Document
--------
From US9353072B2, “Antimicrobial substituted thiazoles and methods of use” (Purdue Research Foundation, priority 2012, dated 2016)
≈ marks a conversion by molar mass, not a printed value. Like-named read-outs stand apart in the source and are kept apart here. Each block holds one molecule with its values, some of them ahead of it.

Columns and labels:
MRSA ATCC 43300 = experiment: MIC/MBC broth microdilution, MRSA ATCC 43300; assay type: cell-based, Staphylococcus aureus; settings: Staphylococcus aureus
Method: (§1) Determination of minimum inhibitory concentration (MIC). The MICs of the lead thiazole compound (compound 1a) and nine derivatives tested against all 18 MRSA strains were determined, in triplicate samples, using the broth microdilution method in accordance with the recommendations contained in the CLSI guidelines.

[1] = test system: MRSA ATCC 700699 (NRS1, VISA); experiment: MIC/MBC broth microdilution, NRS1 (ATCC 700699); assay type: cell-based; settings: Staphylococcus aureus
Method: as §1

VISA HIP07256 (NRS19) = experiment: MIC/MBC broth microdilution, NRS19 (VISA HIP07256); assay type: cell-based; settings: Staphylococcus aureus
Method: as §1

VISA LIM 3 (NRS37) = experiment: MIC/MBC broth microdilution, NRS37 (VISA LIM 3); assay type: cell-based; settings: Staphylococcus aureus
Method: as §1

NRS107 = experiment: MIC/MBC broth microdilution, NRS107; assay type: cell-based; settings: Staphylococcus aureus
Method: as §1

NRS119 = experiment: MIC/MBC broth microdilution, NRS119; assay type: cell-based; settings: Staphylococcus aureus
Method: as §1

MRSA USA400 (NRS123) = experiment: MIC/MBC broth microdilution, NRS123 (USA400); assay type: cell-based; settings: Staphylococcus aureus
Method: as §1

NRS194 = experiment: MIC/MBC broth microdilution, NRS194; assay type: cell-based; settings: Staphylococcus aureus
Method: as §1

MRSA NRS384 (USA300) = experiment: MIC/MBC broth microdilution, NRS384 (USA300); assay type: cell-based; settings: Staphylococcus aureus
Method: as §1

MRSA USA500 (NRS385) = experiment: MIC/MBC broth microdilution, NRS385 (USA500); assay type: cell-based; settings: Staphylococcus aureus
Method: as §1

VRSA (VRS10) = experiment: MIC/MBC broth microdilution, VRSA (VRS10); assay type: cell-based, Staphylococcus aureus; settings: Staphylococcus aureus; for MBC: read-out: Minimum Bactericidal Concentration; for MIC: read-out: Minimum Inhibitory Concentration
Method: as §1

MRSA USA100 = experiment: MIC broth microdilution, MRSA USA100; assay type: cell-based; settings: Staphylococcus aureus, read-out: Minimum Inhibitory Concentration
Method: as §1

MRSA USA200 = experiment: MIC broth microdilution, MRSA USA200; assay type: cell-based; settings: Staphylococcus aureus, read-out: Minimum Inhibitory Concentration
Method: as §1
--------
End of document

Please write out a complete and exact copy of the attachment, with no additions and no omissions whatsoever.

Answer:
From US9353072B2, “Antimicrobial substituted thiazoles and methods of use” (Purdue Research Foundation, priority 2012, dated 2016)
≈ marks a conversion by molar mass, not a printed value. Like-named read-outs stand apart in the source and are kept apart here. Each block holds one molecule with its values, some of them ahead of it.

Columns and labels:
MRSA ATCC 43300 = experiment: MIC/MBC broth microdilution, MRSA ATCC 43300; assay type: cell-based, Staphylococcus aureus; settings: Staphylococcus aureus
Method: (§1) Determination of minimum inhibitory concentration (MIC). The MICs of the lead thiazole compound (compound 1a) and nine derivatives tested against all 18 MRSA strains were determined, in triplicate samples, using the broth microdilution method in accordance with the recommendations contained in the CLSI guidelines.

[1] = test system: MRSA ATCC 700699 (NRS1, VISA); experiment: MIC/MBC broth microdilution, NRS1 (ATCC 700699); assay type: cell-based; settings: Staphylococcus aureus
Method: as §1

VISA HIP07256 (NRS19) = experiment: MIC/MBC broth microdilution, NRS19 (VISA HIP07256); assay type: cell-based; settings: Staphylococcus aureus
Method: as §1

VISA LIM 3 (NRS37) = experiment: MIC/MBC broth microdilution, NRS37 (VISA LIM 3); assay type: cell-based; settings: Staphylococcus aureus
Method: as §1

NRS107 = experiment: MIC/MBC broth microdilution, NRS107; assay type: cell-based; settings: Staphylococcus aureus
Method: as §1

NRS119 = experiment: MIC/MBC broth microdilution, NRS119; assay type: cell-based; settings: Staphylococcus aureus
Method: as §1

MRSA USA400 (NRS123) = experiment: MIC/MBC broth microdilution, NRS123 (USA400); assay type: cell-based; settings: Staphylococcus aureus
Method: as §1

NRS194 = experiment: MIC/MBC broth microdilution, NRS194; assay type: cell-based; settings: Staphylococcus aureus
Method: as §1

MRSA NRS384 (USA300) = experiment: MIC/MBC broth microdilution, NRS384 (USA300); assay type: cell-based; settings: Staphylococcus aureus
Method: as §1

MRSA USA500 (NRS385) = experiment: MIC/MBC broth microdilution, NRS385 (USA500); assay type: cell-based; settings: Staphylococcus aureus
Method: as §1

VRSA (VRS10) = experiment: MIC/MBC broth microdilution, VRSA (VRS10); assay type: cell-based, Staphylococcus aureus; settings: Staphylococcus aureus; for MBC: read-out: Minimum Bactericidal Concentration; for MIC: read-out: Minimum Inhibitory Concentration
Method: as §1

MRSA USA100 = experiment: MIC broth microdilution, MRSA USA100; assay type: cell-based; settings: Staphylococcus aureus, read-out: Minimum Inhibitory Concentration
Method: as §1

MRSA USA200 = experiment: MIC broth microdilution, MRSA USA200; assay type: cell-based; settings: Staphylococcus aureus, read-out: Minimum Inhibitory Concentration
Method: as §1